Tampering With Nature?
'Genetics is an issue which will gain in importance in the years ahead.
One is the issue of employment and the second is the issue of the production of food (and we all know that famine for large parts of the world is a terrifying reality, as is the problem of unemployment.)
The third thing to be considered is the consequences of what some might see as 'tampering with nature'.
Think Globally- Act Locally.
There is a slogan which found a good deal of currency some years ago (I believe it originated with the Green Party). The slogan was: 'think globally and act locally' . We could look down on a planet in which many people are starving and as we search for an answer to that problem our gaze may fall on Cramley's own Tempex Industries.
You may know that Tempex are developing an orange which continues to grow and ripen after it has been picked. There are obvious advantages to the Citrus Senensis Maxima (which some of you may know as the Cramley Super Orange) The orange is cheaper to transport as it gains weight once it has reached its destination.
Let's address the question of the possible good which could derive from such work.
Locally it has the advantage of providing much needed employment to the people of Cramley, it also helps Cramley move towards a high skilled, high tec economy.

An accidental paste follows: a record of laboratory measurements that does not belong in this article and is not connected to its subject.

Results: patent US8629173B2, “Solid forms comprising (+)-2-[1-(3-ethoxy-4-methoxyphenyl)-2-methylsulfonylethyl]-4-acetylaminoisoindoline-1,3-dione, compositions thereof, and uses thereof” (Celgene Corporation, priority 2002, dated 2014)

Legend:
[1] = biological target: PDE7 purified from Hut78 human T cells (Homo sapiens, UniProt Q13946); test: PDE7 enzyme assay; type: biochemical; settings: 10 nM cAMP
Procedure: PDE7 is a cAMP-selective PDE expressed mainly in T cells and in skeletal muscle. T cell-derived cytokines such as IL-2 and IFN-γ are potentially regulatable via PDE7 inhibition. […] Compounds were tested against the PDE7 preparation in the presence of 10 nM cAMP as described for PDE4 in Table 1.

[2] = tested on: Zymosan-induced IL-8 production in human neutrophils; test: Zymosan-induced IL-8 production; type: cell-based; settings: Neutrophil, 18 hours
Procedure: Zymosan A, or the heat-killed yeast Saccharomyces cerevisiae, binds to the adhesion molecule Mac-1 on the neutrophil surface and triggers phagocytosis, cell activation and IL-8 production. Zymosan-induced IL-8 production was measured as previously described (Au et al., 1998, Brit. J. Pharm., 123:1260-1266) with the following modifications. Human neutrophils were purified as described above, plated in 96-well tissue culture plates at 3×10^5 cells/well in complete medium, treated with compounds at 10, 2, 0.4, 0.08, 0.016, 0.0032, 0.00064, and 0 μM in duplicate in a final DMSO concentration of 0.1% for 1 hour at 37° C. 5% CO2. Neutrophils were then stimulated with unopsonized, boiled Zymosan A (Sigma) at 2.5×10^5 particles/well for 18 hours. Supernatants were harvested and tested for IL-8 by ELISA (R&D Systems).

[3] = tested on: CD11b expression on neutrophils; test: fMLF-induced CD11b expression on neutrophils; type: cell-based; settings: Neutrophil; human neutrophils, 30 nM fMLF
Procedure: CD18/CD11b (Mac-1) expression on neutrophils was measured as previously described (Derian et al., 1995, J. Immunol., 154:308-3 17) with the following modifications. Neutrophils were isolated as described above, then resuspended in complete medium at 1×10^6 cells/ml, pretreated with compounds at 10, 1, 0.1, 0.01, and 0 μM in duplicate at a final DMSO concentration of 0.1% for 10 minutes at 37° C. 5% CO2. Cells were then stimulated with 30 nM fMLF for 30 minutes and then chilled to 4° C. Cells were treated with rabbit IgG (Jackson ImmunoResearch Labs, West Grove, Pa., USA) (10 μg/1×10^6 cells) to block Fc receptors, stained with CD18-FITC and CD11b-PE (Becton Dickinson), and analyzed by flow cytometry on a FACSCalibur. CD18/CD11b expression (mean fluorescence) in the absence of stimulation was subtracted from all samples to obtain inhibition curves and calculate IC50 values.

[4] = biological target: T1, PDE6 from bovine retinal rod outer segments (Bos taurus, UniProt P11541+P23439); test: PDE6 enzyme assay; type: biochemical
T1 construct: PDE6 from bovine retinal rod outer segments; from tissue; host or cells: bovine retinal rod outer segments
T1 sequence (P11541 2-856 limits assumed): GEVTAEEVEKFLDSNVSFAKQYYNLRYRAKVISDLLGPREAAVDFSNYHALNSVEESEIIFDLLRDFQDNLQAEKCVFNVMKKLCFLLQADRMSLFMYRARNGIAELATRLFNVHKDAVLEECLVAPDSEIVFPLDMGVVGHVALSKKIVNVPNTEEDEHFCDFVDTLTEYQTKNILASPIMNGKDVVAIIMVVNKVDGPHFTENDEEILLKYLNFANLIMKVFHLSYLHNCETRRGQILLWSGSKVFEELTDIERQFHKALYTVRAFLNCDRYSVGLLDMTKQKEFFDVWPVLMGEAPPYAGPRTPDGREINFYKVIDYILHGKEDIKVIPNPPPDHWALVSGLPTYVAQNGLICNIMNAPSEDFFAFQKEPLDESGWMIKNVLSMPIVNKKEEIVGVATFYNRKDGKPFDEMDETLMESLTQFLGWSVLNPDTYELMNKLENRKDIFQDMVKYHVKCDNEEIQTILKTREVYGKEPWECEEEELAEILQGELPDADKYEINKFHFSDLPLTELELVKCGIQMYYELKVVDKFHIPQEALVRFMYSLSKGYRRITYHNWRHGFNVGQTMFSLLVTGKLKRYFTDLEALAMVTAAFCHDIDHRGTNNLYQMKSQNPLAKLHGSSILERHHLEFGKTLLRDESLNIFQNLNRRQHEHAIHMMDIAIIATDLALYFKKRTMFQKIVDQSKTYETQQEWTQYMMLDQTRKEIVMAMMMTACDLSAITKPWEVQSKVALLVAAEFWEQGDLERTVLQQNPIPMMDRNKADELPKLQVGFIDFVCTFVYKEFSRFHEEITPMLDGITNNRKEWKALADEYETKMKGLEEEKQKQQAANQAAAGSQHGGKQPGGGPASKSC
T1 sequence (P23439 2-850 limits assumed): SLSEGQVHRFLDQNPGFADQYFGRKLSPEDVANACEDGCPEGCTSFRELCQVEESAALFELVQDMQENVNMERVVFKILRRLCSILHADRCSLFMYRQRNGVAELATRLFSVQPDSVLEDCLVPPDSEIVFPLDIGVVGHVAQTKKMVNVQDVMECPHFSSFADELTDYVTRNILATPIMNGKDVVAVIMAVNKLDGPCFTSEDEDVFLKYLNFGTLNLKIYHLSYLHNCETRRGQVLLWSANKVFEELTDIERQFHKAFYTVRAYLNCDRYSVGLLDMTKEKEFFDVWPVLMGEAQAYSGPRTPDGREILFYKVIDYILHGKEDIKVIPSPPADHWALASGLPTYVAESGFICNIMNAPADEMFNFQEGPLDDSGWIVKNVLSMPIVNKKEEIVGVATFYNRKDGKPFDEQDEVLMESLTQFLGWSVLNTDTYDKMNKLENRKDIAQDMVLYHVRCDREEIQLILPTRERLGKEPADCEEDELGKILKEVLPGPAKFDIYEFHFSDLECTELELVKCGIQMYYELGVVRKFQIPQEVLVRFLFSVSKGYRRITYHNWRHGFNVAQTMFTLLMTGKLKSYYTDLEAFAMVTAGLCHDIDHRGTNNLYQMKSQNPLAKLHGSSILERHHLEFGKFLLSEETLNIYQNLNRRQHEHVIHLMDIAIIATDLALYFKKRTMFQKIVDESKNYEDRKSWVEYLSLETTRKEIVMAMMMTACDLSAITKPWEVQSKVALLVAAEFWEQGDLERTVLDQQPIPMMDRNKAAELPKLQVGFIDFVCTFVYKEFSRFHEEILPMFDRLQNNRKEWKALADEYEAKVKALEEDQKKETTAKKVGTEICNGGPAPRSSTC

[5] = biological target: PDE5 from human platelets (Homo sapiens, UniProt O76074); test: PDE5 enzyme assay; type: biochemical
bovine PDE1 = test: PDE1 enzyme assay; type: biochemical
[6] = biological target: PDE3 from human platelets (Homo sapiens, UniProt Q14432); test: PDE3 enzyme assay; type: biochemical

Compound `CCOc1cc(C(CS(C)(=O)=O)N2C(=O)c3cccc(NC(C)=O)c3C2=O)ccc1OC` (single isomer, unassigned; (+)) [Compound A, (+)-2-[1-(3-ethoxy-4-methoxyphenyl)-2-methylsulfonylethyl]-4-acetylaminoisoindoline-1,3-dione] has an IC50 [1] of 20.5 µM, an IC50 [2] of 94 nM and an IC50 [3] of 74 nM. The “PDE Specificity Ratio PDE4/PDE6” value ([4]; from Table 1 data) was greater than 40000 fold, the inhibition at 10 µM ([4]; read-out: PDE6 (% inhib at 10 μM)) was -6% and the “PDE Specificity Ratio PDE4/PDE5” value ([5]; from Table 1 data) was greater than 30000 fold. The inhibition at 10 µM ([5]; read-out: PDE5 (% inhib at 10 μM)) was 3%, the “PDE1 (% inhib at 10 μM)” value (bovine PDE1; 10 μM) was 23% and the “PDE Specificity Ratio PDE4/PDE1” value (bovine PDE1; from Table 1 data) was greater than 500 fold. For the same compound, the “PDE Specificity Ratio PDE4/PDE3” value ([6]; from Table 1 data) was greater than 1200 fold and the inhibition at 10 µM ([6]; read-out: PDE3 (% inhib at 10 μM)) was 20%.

Globally we can see that these developments are ecologically advantageous (as less fuel is burned in transportation of oranges the threat of global warming is reduced) and humanly advantageous ( as this technology can be applied to feeding the world's hungry)'.
Let's Be Responsible.
'Finally I would like to raise the idea of responsible stewardship and apply that idea locally and globally.
We are stewards of the earth and we must take our stewardship seriously.
In my capacity of the moderator of the ethics committee at the research and development annex at Cramley University I try to give a fair hearing to all sides of the argument. The fact that Tempex are willing to facilitate that open debate by funding a portion of the project is also a positive thing and if we are to move forward on these issues with mature sobriety we need to each make a contribution.
It would be too easy for me to have a knee-jerk reaction and go with what my gut tells me and say: 'ban all genetic experimentation'. But what would have happened to those women who were previously unable to have children but have now experienced the miracle of birth largely because of advances in our understanding of genetics through embryonic research?
I am also reminded of the story of ancient Egypt.
The great grain surpluses which were the foundation for that great civilisation were founded on the hybridisation of two forms of wheat. One type of wheat had a large grain which were few in number and the other had a large number of grains which were not very big. The result of this 'genetic engineering' was an ear of wheat with a great number of large grains.
So we might owe a great deal to what some might call 'tampering with nature'.'
Rev Steve's views on: